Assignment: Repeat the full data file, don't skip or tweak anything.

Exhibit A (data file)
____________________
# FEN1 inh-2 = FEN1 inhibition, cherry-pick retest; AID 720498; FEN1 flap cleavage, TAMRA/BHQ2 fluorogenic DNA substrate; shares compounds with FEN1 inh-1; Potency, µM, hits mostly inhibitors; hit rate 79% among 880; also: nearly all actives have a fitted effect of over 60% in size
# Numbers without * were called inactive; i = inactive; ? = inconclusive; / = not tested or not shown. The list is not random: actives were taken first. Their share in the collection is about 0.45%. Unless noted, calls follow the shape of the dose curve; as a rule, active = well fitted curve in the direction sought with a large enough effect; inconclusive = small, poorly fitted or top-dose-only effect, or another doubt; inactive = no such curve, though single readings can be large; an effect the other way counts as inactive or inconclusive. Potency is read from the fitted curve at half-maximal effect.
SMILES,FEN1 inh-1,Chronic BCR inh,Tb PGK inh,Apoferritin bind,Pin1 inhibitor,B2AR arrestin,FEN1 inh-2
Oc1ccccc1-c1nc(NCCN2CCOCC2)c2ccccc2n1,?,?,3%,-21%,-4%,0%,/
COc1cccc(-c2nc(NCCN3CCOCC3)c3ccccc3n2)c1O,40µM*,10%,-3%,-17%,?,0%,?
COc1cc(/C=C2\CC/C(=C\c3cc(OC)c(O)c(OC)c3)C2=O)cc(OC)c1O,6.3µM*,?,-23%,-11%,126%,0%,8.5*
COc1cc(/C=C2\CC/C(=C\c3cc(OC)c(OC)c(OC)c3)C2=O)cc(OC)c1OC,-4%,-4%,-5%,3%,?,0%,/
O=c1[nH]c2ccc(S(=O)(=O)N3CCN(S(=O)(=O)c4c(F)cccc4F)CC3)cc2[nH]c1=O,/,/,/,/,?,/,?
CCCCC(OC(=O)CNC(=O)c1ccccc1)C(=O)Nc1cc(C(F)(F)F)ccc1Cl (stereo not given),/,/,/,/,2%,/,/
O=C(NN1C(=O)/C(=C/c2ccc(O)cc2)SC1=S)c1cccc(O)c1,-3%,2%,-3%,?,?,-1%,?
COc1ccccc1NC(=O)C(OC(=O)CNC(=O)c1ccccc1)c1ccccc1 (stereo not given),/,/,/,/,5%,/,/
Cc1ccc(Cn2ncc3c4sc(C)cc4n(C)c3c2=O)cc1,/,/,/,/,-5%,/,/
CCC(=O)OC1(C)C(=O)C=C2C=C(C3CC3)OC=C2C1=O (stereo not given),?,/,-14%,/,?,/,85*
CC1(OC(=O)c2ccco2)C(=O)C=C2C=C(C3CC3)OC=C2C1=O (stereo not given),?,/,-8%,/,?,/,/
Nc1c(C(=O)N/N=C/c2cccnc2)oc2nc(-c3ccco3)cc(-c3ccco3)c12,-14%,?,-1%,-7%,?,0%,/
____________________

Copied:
# FEN1 inh-2 = FEN1 inhibition, cherry-pick retest; AID 720498; FEN1 flap cleavage, TAMRA/BHQ2 fluorogenic DNA substrate; shares compounds with FEN1 inh-1; Potency, µM, hits mostly inhibitors; hit rate 79% among 880; also: nearly all actives have a fitted effect of over 60% in size
# Numbers without * were called inactive; i = inactive; ? = inconclusive; / = not tested or not shown. The list is not random: actives were taken first. Their share in the collection is about 0.45%. Unless noted, calls follow the shape of the dose curve; as a rule, active = well fitted curve in the direction sought with a large enough effect; inconclusive = small, poorly fitted or top-dose-only effect, or another doubt; inactive = no such curve, though single readings can be large; an effect the other way counts as inactive or inconclusive. Potency is read from the fitted curve at half-maximal effect.
SMILES,FEN1 inh-1,Chronic BCR inh,Tb PGK inh,Apoferritin bind,Pin1 inhibitor,B2AR arrestin,FEN1 inh-2
Oc1ccccc1-c1nc(NCCN2CCOCC2)c2ccccc2n1,?,?,3%,-21%,-4%,0%,/
COc1cccc(-c2nc(NCCN3CCOCC3)c3ccccc3n2)c1O,40µM*,10%,-3%,-17%,?,0%,?
COc1cc(/C=C2\CC/C(=C\c3cc(OC)c(O)c(OC)c3)C2=O)cc(OC)c1O,6.3µM*,?,-23%,-11%,126%,0%,8.5*
COc1cc(/C=C2\CC/C(=C\c3cc(OC)c(OC)c(OC)c3)C2=O)cc(OC)c1OC,-4%,-4%,-5%,3%,?,0%,/
O=c1[nH]c2ccc(S(=O)(=O)N3CCN(S(=O)(=O)c4c(F)cccc4F)CC3)cc2[nH]c1=O,/,/,/,/,?,/,?
CCCCC(OC(=O)CNC(=O)c1ccccc1)C(=O)Nc1cc(C(F)(F)F)ccc1Cl (stereo not given),/,/,/,/,2%,/,/
O=C(NN1C(=O)/C(=C/c2ccc(O)cc2)SC1=S)c1cccc(O)c1,-3%,2%,-3%,?,?,-1%,?
COc1ccccc1NC(=O)C(OC(=O)CNC(=O)c1ccccc1)c1ccccc1 (stereo not given),/,/,/,/,5%,/,/
Cc1ccc(Cn2ncc3c4sc(C)cc4n(C)c3c2=O)cc1,/,/,/,/,-5%,/,/
CCC(=O)OC1(C)C(=O)C=C2C=C(C3CC3)OC=C2C1=O (stereo not given),?,/,-14%,/,?,/,85*
CC1(OC(=O)c2ccco2)C(=O)C=C2C=C(C3CC3)OC=C2C1=O (stereo not given),?,/,-8%,/,?,/,/
Nc1c(C(=O)N/N=C/c2cccnc2)oc2nc(-c3ccco3)cc(-c3ccco3)c12,-14%,?,-1%,-7%,?,0%,/